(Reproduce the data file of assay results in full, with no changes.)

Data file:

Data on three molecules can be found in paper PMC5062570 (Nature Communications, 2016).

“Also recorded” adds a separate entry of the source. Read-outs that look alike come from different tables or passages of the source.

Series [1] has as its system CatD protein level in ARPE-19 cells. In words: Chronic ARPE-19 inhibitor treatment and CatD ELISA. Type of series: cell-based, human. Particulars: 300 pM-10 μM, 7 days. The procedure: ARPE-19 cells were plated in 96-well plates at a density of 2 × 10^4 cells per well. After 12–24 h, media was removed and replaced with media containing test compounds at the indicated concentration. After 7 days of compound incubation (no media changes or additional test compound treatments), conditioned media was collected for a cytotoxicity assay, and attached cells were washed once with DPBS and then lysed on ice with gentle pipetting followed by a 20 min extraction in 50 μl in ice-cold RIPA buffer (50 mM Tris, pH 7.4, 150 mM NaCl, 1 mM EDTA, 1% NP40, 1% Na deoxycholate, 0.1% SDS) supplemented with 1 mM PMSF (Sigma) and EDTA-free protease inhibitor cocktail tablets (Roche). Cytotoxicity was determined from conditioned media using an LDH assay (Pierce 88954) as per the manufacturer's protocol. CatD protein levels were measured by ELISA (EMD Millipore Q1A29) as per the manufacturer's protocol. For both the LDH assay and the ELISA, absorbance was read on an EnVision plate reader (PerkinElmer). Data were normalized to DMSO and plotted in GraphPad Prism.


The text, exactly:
Data on three molecules can be found in paper PMC5062570 (Nature Communications, 2016).

“Also recorded” adds a separate entry of the source. Read-outs that look alike come from different tables or passages of the source.

Series [1] has as its system CatD protein level in ARPE-19 cells. In words: Chronic ARPE-19 inhibitor treatment and CatD ELISA. Type of series: cell-based, human. Particulars: 300 pM-10 μM, 7 days. The procedure: ARPE-19 cells were plated in 96-well plates at a density of 2 × 10^4 cells per well. After 12–24 h, media was removed and replaced with media containing test compounds at the indicated concentration. After 7 days of compound incubation (no media changes or additional test compound treatments), conditioned media was collected for a cytotoxicity assay, and attached cells were washed once with DPBS and then lysed on ice with gentle pipetting followed by a 20 min extraction in 50 μl in ice-cold RIPA buffer (50 mM Tris, pH 7.4, 150 mM NaCl, 1 mM EDTA, 1% NP40, 1% Na deoxycholate, 0.1% SDS) supplemented with 1 mM PMSF (Sigma) and EDTA-free protease inhibitor cocktail tablets (Roche). Cytotoxicity was determined from conditioned media using an LDH assay (Pierce 88954) as per the manufacturer's protocol. CatD protein levels were measured by ELISA (EMD Millipore Q1A29) as per the manufacturer's protocol. For both the LDH assay and the ELISA, absorbance was read on an EnVision plate reader (PerkinElmer). Data were normalized to DMSO and plotted in GraphPad Prism.